Search Images Maps Play YouTube News Gmail Drive More »
Sign in
Screen reader users: click this link for accessible mode. Accessible mode has the same essential features but works better with your reader.

Patents

  1. Advanced Patent Search
Publication numberUS4897803 A
Publication typeGrant
Application numberUS 07/124,123
Publication date30 Jan 1990
Filing date23 Nov 1987
Priority date23 Nov 1987
Fee statusPaid
Publication number07124123, 124123, US 4897803 A, US 4897803A, US-A-4897803, US4897803 A, US4897803A
InventorsAnthony F. Calarco, Lisa M. Yamonaco
Original AssigneeXerox Corporation
Export CitationBiBTeX, EndNote, RefMan
External Links: USPTO, USPTO Assignment, Espacenet
Address token based image manipulation
US 4897803 A
Abstract
A method and apparatus for processing image information. An address designation or token is applied to each pixel or data byte in a scan line of image data describing its position in the scan line. By providing each data byte of image information with an address token defining its specific position in the scan line, the image information for data byte on the image is specifically located in the final image configuration, without requiring storage of the entire image information for manipulation. Operation on both data and address token is possible for image manipulation routines.
Images(3)
Previous page
Next page
Claims(9)
We claim:
1. An image processing device for processing image data including:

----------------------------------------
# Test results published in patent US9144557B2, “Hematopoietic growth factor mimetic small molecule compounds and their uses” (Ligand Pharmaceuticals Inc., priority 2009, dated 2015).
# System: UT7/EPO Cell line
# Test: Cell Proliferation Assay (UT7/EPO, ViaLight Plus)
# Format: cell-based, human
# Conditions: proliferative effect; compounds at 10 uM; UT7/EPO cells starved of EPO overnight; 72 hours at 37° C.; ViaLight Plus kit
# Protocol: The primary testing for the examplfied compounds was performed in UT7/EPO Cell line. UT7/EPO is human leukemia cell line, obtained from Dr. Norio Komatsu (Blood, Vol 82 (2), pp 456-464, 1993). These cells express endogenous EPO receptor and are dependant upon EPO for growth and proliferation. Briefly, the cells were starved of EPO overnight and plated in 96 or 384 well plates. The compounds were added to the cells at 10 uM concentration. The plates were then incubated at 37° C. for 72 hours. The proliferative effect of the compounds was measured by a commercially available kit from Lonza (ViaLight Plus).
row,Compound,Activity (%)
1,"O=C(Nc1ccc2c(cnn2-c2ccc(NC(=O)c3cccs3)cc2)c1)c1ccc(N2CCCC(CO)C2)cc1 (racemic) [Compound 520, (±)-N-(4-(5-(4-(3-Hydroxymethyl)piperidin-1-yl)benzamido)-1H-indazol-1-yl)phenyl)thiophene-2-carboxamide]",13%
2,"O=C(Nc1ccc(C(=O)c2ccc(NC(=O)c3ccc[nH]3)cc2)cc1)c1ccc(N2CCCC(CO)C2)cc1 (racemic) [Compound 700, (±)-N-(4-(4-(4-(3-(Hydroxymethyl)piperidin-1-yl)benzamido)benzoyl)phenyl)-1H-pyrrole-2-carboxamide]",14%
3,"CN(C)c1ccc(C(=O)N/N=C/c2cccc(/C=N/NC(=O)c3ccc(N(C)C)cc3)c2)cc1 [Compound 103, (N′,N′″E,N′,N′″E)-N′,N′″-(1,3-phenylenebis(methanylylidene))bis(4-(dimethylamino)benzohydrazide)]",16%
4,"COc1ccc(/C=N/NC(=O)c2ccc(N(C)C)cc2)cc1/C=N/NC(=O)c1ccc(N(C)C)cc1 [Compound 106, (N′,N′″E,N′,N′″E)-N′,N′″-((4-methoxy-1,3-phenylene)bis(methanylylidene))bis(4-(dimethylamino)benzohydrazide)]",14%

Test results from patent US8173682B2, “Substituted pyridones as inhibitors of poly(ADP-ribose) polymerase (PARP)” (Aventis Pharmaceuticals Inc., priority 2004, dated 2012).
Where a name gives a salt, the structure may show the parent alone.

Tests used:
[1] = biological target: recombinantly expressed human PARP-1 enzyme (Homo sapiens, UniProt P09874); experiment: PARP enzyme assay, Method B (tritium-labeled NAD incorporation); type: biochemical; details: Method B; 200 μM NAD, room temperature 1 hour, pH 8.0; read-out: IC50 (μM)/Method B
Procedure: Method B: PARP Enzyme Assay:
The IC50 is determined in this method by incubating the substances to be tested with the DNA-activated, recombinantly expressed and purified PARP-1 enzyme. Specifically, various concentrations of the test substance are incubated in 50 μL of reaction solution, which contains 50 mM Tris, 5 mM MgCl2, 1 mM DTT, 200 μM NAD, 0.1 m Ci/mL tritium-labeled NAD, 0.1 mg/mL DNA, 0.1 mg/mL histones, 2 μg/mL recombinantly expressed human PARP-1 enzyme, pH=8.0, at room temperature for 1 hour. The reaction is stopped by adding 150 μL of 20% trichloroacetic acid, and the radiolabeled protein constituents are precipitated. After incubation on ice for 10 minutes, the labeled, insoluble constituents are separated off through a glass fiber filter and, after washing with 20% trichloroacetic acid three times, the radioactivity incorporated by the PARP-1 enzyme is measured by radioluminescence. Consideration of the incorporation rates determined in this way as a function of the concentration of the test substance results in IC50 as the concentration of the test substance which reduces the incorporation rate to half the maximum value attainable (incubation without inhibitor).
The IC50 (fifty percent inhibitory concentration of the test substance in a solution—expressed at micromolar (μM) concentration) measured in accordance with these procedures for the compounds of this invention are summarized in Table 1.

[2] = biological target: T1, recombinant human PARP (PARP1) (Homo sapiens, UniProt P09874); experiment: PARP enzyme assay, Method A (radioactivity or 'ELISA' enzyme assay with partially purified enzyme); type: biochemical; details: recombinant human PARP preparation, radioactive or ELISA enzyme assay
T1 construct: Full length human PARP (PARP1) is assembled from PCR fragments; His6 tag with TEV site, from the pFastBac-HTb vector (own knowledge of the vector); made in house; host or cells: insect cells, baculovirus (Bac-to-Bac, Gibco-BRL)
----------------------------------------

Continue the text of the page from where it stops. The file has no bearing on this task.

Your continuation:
image data input for receiving image data and providing a plurality of scan lines of image data bytes for processing;
data byte addressing means for generating an address token for each image data byte, identifying the position of the image data byte in a scan line, for combination with the image data byte to form an addressed image data byte defining a final image address along a scan line and image data for each data byte;
control means for selecting image manipulation routines and identifying addresses of interest for image manipulation;
address manipulation means for selectively arithmetically and logically manipulating address portions of addressed image data bytes at addresses of interest for image manipulation; and
image data manipulation means for selectively manipulating image data portions of addressed image data bytes at addresses of interest for image manipulation of addressed image data bytes at addresses of interest.
2. The image processing device as defined in claim 1 wherein said data byte addressing means includes an address generating counter, resettable in accordance with detection of a new scan line, to produce address tokens for each data byte along a scan line.
3. The image processing device as defined in claim 1 including:
means for identifying addresses of interest, in a scan line, at locations for image data manipulation;
address detecting means for comparing said address tokens of addressed image data bytes with predetermined addresses of interest for each addressed image data byte to identify predetermined addresses of interest along a scan line;
scan line synchronization detector means for detecting whether the address token occurs in a selected scan line;
logic means for determining when the combination of address detecting means and scan line synchronization detector means indicate a unique address of interest;
image data storage means storing image data for combination with image data portions at addresses of interest;
address data storage means storing address data for combination with original address data portions at addesses of interest;
storage control means for controlling said image data storage means, for selected combination or substitution of image data from said image data storage means with image data portions of addressed image data bytes in accordance with selected image manipulation routines.